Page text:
American Philosophical Society
Member History

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Resident (3)
Class
Subdivision
304. Jurisprudence and Political Science[X]
1Name:  Professor Geoffrey R. Stone
 Institution:  University of Chicago Law School
 Year Elected:  2010
 Class:  3. Social Sciences
 Subdivision:  304. Jurisprudence and Political Science
 Residency:  Resident
 Living? :   Living
 Birth Date:  1946
   
 
Geoffrey R. Stone is the Edward H. Levi Distinguished Service Professor at the University of Chicago. A member of the law faculty since 1973, Mr. Stone served as dean of the Law School (1987-1994) and Provost of the University of Chicago (1994-2002). After graduating from the University of Chicago Law School in 1971, Mr. Stone served as a law clerk to Justice William J. Brennan Jr. of the Supreme Court of the United States. Mr. Stone has been an editor of the Supreme Court Review since 1991, and is the author or co-author of many books on constitutional law, including Top Secret: When Our Government Keeps Us in the Dark (2007), War and Liberty: An American Dilemma (2007), Perilous Times: Free Speech in Wartime (2004), Eternally Vigilant: Free Speech in the Modern Era (Chicago 2002), and Sex and the Constitution (2017). Perilous Times received eight national book awards, including the Robert F. Kennedy Memorial Book Award and the L.A. times Book Prize for History. His most recent book, Democracy and Equality: The Enduring Constitutional Vision of the Warren Court, was published January 2020. Mr. Stone is currently chief editor of a twenty-volume series, Inalienable Rights, which is being published by the Oxford University Press. Mr. Stone’s next major book, Sexing the Constitution, will explore the history of sex from ancient Greece to contemporary constitutional law. Mr. Stone is a Fellow of the American Academy of Arts and Sciences, a member of the national Board of Directors of the American Constitution Society, a member of the national Advisory Council of the American Civil Liberties Union, and a member of of the board of the Chicago Children’s Choir.
 
2Name:  Professor Cass R. Sunstein
 Institution:  Harvard Law School
 Year Elected:  2010
 Class:  3. Social Sciences
 Subdivision:  304. Jurisprudence and Political Science
 Residency:  Resident
 Living? :   Living
 Birth Date:  1954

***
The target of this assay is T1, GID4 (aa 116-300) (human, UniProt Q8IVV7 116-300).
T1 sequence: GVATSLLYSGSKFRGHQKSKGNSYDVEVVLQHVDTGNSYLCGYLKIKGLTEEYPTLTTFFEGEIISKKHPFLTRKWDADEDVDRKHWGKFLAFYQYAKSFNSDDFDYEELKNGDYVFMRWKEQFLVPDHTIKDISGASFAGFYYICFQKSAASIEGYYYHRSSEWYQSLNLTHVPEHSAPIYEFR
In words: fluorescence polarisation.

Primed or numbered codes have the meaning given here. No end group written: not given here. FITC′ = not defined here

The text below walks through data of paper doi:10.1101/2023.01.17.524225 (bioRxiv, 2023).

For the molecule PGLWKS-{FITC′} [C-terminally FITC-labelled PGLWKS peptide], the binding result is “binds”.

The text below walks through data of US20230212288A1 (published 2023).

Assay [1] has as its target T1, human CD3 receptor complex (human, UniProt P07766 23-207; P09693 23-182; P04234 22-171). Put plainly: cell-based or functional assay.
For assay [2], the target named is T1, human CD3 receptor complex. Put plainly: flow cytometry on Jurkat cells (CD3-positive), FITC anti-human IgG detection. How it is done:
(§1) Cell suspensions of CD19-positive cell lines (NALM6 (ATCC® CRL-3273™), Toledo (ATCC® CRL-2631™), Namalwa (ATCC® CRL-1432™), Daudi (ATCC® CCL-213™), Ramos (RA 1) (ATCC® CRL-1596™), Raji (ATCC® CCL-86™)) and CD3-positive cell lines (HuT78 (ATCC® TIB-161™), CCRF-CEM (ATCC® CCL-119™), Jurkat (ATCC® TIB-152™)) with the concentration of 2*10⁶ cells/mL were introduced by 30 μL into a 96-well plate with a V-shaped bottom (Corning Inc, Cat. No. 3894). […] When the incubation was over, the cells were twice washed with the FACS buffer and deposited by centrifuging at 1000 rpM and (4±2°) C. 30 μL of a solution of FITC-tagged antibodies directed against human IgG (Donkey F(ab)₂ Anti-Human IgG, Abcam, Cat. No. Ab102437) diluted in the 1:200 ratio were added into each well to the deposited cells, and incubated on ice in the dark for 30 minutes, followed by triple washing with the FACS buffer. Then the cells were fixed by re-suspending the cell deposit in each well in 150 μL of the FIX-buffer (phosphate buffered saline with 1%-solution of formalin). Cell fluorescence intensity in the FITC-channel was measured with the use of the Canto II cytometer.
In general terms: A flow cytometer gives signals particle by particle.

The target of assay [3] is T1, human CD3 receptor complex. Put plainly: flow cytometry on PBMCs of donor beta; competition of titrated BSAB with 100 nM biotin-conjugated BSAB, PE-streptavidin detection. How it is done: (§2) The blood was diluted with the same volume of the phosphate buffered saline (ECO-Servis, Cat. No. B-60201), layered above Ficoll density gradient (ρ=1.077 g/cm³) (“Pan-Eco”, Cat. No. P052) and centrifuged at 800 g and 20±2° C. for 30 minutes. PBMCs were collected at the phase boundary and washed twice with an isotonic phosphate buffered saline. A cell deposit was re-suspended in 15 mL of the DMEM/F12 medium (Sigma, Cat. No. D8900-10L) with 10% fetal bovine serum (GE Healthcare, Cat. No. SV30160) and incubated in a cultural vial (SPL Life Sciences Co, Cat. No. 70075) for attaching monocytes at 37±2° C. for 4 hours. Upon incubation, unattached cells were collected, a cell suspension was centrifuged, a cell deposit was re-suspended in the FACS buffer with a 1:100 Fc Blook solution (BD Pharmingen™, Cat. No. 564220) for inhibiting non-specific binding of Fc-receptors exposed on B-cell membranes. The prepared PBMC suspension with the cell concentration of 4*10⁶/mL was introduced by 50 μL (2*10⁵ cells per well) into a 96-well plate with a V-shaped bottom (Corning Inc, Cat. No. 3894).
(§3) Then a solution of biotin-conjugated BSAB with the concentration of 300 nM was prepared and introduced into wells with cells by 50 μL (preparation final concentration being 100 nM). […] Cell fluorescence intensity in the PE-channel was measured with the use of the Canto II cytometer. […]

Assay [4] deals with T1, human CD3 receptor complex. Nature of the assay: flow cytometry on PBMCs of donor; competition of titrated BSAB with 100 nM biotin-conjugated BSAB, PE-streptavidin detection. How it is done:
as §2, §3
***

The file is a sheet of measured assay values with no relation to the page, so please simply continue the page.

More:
Cass Sunstein returned to Harvard Law School as the Felix Frankfurter Professor of Law in September 2012 after taking a leave to serve for two years in the Obama administration as Administrator of the White House Office of Information and Regulatory Affairs. He was named University Professor in February 2013. Sunstein is the most prolific, versatile, and widely cited legal scholar of his generation. His extensive work on administrative law has been profoundly influential, helping to bring insights from cognitive science and behavioral economics to bear on problems of risk analysis and regulation. He has also been among the most influential scholars of constitutional law, developing the insights of civic republicanism and legal realism to show that claims of individual liberty are often better understood as problems of public distribution or social entitlement. Sunstein has written eloquently of the importance of democratic debate and deliberation, and the need to avoid tendencies toward extreme or polarized thought in settings as diverse as juries, appellate panels, and readership on the Internet. A frequent contributor of public legal commentary in venues like the New Republic, Sunstein is well-known for his ability to bring exceptional clarity to complex legal topics, and to integrate legal thought with the latest developments in social science. He is the author of: The Partial Constitution, (1993); Legal Reasoning and Political Conflict, (1996); (S. Breyer, et al) Administrative Law and Regulatory Policy, (1999); (R. Epstein) The Vote: Bush, Gore & the Supreme Court, (2001); The Cost-Benefit State, (2002); Why Societies Need Dissent, (2003); The Second Bill of Rights: Franklin Delano Roosevelt's Unfinished Revolution and Why We Need It More Than Ever, (2006); Infotopia: How Many Minds Produce Knowledge, (2006); Going to Extremes: How Like Minds Unite and Divide, (2009); On Rumors: How Falsehoods Spread, Why We Believe Them, What Can Be Done, (2009); Simpler: The Future of Government (2013), #Republic: Divided Democracy in the Age of Social Media (2017), and Impeachment: A Citizen's Guide (2018). He is a member of the American Academy of Arts & Sciences, and was elected to membership in the American Philosophical Society in 2010. He won the Society's Henry M. Phillips Prize in 2007 in recognition of his intellectual leadership in Constitutional Law and Political Science, including in particular his profound research and writing demonstrating the complex interplay between jurisprudential constructs and the day by day resolution of legal conflicts. He was also named as a 2018 recipient of the Holberg Prize.